Casts and Blasts from the 2012 in review

Sunday’s Outdoors page feature on top outdoors news stories for 2012 had what I rated as the top four topics for the year. Here are some more that warranted consideration, but in no particular order.

– SOUTHEAST DUCK SEASON – For the second year, the southeast zone opened later than the regular low plains late zone. In 2011 it opened a week later and basically lasted one week later. This year the season opened about three weeks later, after some very spirited debate at some Kansas Wildlife, Parks and Tourism Commission meetings. In more than 25 years of attending meetings, missing only a few within the past 12 years, the topic brought out the most contentious comments I’ve heard between commissioners, commissioners and staff, and commissioners and the general public. Eventually Commissioner Don Budd, of Kansas City, got his way, and a season that goes through most of January, against the wishes of the agency and many sportsmen.

- BRENT CHAPMAN AWARD- Kansas’ main professional bass fisherman nabbed the very prestigious BASS Angler of the Year award. Chapman, of Lake Quivira, earned the title by having the best overall BASS tournament season of all the fishing pros.

- INVASIVE SPECIES SPREADING – Zebra mussels and white perch continued their spread across Kansas lakes, and numbers of Asian carp climbed considerably in the Kansas River and its tributaries before the fish were stopped by  stopped by assorted dams.

Hoping to stem the accidental spread of Asian carp by anglers mistaking them for bait species like gizzard shad, Wildlife and Parks implemented a regulation that basically made it illegal to  transport angler-caught bait from the water where it was caught. The issue wasn’t popular with catfishermen, who rely heavily on green sunfish they catch for bait on setlines for flathead catfish. The law was eventually amended late in 2012 to allow anglers to transport bluegill and green sunfish for bait.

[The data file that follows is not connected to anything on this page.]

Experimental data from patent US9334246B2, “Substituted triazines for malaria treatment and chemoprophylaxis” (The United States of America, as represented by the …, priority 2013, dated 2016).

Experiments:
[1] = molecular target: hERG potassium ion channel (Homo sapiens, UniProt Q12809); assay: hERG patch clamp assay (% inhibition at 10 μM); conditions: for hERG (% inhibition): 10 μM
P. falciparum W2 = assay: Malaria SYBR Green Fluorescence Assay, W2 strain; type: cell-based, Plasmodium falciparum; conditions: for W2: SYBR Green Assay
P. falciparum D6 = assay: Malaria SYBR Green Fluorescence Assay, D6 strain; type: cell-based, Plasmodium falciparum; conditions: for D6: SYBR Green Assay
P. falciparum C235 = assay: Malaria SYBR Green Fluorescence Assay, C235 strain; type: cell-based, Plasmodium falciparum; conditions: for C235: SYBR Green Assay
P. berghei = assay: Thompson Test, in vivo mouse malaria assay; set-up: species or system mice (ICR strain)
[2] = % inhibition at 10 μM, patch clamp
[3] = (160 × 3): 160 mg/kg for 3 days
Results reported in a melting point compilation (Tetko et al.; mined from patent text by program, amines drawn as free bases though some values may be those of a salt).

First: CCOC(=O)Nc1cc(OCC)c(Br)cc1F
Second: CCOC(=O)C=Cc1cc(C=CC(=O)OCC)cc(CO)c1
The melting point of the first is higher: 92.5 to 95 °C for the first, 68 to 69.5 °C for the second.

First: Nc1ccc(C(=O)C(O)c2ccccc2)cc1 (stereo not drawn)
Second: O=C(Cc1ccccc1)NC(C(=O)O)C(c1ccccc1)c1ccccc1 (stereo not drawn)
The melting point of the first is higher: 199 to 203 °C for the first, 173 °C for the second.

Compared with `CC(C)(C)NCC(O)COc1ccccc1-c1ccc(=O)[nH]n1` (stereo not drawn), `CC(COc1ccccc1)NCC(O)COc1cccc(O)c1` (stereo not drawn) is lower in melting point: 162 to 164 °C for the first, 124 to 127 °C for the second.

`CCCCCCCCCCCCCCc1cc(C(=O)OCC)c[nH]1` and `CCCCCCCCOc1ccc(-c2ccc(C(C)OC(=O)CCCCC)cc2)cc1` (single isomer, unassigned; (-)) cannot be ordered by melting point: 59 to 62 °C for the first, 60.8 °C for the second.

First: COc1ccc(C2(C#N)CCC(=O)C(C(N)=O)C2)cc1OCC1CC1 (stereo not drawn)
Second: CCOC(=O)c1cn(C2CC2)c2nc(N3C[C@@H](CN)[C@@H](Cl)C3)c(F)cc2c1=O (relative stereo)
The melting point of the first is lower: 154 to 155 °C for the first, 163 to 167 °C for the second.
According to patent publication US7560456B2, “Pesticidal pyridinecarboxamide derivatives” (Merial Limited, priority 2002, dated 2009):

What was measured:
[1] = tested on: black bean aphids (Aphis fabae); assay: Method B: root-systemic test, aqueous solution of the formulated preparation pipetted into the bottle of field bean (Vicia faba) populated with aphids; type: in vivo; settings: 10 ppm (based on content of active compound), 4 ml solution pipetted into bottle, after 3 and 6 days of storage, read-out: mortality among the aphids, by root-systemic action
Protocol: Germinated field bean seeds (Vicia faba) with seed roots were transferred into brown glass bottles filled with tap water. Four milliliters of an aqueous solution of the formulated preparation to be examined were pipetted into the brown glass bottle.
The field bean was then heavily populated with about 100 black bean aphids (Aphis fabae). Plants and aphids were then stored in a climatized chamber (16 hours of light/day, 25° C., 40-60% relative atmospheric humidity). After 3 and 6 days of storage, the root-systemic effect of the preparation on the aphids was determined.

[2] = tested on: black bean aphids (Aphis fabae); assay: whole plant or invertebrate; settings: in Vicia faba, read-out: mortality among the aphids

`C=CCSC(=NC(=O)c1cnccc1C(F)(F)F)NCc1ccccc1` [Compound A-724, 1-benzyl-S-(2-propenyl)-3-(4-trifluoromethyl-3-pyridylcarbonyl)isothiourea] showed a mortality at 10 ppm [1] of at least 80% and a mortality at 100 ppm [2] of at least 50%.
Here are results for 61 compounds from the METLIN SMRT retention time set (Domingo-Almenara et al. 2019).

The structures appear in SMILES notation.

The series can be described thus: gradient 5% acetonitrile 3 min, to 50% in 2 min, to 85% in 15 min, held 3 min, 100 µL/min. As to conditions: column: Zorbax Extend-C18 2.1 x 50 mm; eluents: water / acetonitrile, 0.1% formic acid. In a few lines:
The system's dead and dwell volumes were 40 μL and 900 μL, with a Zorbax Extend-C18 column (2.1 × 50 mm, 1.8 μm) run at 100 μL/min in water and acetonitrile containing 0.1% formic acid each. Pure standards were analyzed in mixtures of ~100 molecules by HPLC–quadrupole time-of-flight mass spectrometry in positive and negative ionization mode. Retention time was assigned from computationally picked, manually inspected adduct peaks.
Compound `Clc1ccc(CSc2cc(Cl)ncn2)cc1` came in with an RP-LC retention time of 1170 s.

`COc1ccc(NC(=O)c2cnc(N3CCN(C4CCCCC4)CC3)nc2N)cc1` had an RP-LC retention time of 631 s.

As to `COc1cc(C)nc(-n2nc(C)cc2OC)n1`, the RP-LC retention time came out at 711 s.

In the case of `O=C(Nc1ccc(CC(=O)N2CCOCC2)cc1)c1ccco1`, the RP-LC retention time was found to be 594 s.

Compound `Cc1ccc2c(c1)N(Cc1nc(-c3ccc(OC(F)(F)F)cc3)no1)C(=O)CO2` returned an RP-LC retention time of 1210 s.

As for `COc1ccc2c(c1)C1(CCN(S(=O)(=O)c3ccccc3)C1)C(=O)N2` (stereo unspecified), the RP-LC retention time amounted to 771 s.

– MO’ MOUNTAIN LIONS – The obvious image of a mountain lion on a trail camera in Stafford County in November was news because it hardly made much news. This is the ninth confirmation of mountain lions in Kansas since 2007. Prior to that, none had been documented in more than 100 years.  Kansas’ documentations go along with those in other prairie states as the cats spread from the Rockies and Black Hills.

On a related note, the e-mail hoax of a mountain lion dragging a whitetail buck by a feeder, allegedly in Kansas, made the rounds at least twice in 2012.  The image is several years old and has been mistakenly linked to at least 12 states, and six or more Kansas counties.

– LESSER PRAIRIE CHICKEN LISTING – The U.S. Fish and Wildlife Service announced a desire to list lesser prairie chickens as “threatened” under the Endangered Species Act. They’ll be working with state agencies, agriculture groups and taking public comment for several months before their official decision is made. Reports say Kansas has more than 75-percent of the nation’s about 40,000 lesser prairie chickens. Numbers and range in Kansas had been increasing until two years of recent drought. Loss of habitat in Colorado, New Mexico, Oklahoma and Texas has greatly reduced range and numbers in those states. If listed, the Kansas lesser prairie chicken season would end and Kansas landowners, energy companies and other land users could see related restrictions placed on their activities.